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How Alibaba Quietly Leads China's Digital Advertising Market

Many investors likely recognize Alibaba (NYSE: BABA) as the largest e-commerce and cloud company in China. However, it also leads China's digital advertising market with a 33% share of revenue in the first half of the year, according to consultancy firm R3.

ByteDance, the parent company of TikTok and Toutiao, ranked second with a 23% share, followed by Baidu (NASDAQ: BIDU) at 17% and Tencent (OTC: TCEHY) at 14%. Let's take a closer look at how Alibaba rose to the top of that market, and why it enjoys unique advantages against its advertising rivals.

Alibaba's campus in Hangzhou, China.

Image source: Alibaba Group.

Why is Alibaba an advertising company?

Alibaba doesn't report its advertising revenue separately. Instead, its latest quarterly report reveals that 85% of its revenue came from its core commerce business, 8% came from its cloud business, 6% came from its digital media business, and the remaining 1% came from its innovation initiatives and others unit.

Alibaba only occasionally mentions its advertising platform Alimama. CFO Maggie Wu claimed that Alimama accounted for 60% of Alibaba's total revenue during an investor day over two years ago, but the company hasn't updated that percentage.

Alimama gathers user data from Alibaba's sprawling ecosystem -- which includes its e-commerce marketplaces, its UCWeb browser, streaming media services, and the AliPay payments platform -- and lets customers buy display ads across those platforms.

A large percentage of Alimama's ad revenue comes from Taobao and Tmall, which let merchants promote their product listings via CPC (cost-per-click) bidding platforms. Larger merchants and brands can also purchase display ads across Alibaba's marketplaces.

Amazon (NASDAQ: AMZN), which became the third largest digital advertising platform in the U.S. last year, employs similar strategies. Alibaba's rival JD.com (NASDAQ: JD) also sells display ads across its marketplace, but it doesn't sell promoted listings because it's a direct retailer that doesn't rely on third-party sellers.

In short, merchants who want to attract more shoppers on Taobao and Tmall must pay a premium for promoted search results and ads. That cycle will remain strong as long as Alibaba's core commerce business keeps growing -- and the unit's 40% year-over-year growth in revenue last quarter indicates that it still has plenty of room for growth.

A woman makes purchases on her smartphone.

Image source: Getty Images.

A wider moat than other advertising companies

Alibaba's strategy of locking merchants into its advertising and e-commerce ecosystem arguably gives it a wider moat than other advertising players like Baidu, Weibo (NASDAQ: WB), and Tencent. Those three companies -- which own China's top search engine, microblogging platform, and mobile messaging app, respectively -- all posted sluggish year-over-year ad revenue growth in their most recent quarters.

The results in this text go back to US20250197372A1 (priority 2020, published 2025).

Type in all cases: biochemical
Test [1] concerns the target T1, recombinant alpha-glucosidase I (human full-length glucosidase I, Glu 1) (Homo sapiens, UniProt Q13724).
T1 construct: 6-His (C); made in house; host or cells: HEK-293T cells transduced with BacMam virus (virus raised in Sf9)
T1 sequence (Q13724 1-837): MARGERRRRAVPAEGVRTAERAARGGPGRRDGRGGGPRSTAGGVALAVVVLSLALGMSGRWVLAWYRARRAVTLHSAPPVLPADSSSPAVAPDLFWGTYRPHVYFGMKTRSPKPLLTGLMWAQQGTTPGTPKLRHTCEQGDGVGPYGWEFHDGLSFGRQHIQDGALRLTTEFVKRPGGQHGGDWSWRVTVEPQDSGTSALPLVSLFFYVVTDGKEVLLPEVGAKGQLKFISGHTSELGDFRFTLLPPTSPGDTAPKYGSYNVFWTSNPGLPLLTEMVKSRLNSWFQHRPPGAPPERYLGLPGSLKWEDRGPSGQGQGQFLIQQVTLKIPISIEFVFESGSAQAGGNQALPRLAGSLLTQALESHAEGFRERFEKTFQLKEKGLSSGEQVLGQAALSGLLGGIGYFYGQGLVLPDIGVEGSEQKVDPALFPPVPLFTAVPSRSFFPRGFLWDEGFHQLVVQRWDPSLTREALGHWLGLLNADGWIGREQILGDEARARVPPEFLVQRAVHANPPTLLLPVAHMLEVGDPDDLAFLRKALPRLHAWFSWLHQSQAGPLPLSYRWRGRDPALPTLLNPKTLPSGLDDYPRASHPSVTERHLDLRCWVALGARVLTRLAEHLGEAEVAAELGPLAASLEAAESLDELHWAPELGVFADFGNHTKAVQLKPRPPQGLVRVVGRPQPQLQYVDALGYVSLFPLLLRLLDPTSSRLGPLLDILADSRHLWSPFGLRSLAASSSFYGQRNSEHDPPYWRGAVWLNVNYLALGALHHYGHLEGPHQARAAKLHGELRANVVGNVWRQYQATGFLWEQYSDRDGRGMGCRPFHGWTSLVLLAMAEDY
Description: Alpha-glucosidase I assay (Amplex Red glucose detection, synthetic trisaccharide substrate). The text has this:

Baidu's ad revenue slid 9%, Weibo's ad revenue grew just 1%, and Tencent's revenue rose just 13%, marking a significant slowdown from previous quarters. All three platforms struggled with the Chinese economy's slowdown, which throttled ad spending, and competition from Gen Z-oriented platforms like TikTok and Bilibili.

Alibaba's ad platform is better shielded from those headwinds, since a constant stream of merchants is trying to climb to the top of its online marketplaces. This business should also continue expanding as Alibaba expands beyond China with platforms like AliExpress, which lets overseas shoppers buy goods from Chinese shoppers; Kaola, which lets Chinese shoppers buy overseas goods; and Lazada, the top e-commerce platform in Southeast Asia.

Alibaba expects that expansion to boost its number of annual active shoppers from over 860 million today to over a billion by the end of fiscal 2024. That growth will inevitably tether more merchants to its advertising ecosystem.

Why doesn't Alibaba identify itself as an advertising platform?

Alibaba CEO Daniel Zhang only briefly mentioned the company's advertising business once during the company's latest conference call with analysts, noting that its unprofitable digital media unit was still "creating opportunities in digital advertising, memberships and cross-selling" within Alibaba's ecosystem.

Yet Alibaba still seems reluctant to identify itself as an "advertising" company, likely because it would confuse investors and draw unfavorable (albeit flawed) comparisons to other struggling ad players like Baidu and Tencent. Nonetheless, investors should be aware that Alibaba quietly leads China's advertising market, and that business locks in advertisers much more aggressively than other platforms.

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John Mackey, CEO of Whole Foods Market, an Amazon subsidiary, is a member of The Motley Fool's board of directors. Leo Sun has no position in any of the stocks mentioned. The Motley Fool owns shares of and recommends Amazon, Baidu, Bilibili, JD.com, and Tencent Holdings. The Motley Fool recommends Weibo. The Motley Fool has a disclosure policy.

The views and opinions expressed herein are the views and opinions of the author and do not necessarily reflect those of Nasdaq, Inc.

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